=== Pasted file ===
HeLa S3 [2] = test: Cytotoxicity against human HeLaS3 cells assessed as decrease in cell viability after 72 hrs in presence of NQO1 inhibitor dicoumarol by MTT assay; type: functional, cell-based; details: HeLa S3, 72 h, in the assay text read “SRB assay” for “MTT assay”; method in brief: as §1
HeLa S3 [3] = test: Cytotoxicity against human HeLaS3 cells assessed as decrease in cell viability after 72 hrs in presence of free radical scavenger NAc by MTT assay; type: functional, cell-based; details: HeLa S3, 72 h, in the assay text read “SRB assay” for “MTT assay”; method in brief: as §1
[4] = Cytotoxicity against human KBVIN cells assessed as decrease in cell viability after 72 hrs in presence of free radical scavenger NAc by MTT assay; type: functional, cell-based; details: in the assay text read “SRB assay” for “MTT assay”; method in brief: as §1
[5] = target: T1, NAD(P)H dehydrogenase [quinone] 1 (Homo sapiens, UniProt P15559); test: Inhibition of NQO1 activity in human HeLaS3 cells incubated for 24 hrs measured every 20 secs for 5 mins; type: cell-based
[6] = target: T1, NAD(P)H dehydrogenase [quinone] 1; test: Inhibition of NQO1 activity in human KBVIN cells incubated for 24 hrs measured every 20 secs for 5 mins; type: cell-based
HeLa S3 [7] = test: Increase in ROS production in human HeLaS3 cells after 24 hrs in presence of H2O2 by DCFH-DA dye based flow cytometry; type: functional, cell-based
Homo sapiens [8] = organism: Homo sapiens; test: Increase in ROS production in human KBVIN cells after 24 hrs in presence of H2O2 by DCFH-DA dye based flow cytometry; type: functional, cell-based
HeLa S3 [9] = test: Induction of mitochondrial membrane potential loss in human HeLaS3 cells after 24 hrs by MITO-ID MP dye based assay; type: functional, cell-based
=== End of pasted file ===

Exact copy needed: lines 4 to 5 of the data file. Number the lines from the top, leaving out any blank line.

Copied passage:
[5] = target: T1, NAD(P)H dehydrogenase [quinone] 1 (Homo sapiens, UniProt P15559); test: Inhibition of NQO1 activity in human HeLaS3 cells incubated for 24 hrs measured every 20 secs for 5 mins; type: cell-based
[6] = target: T1, NAD(P)H dehydrogenase [quinone] 1; test: Inhibition of NQO1 activity in human KBVIN cells incubated for 24 hrs measured every 20 secs for 5 mins; type: cell-based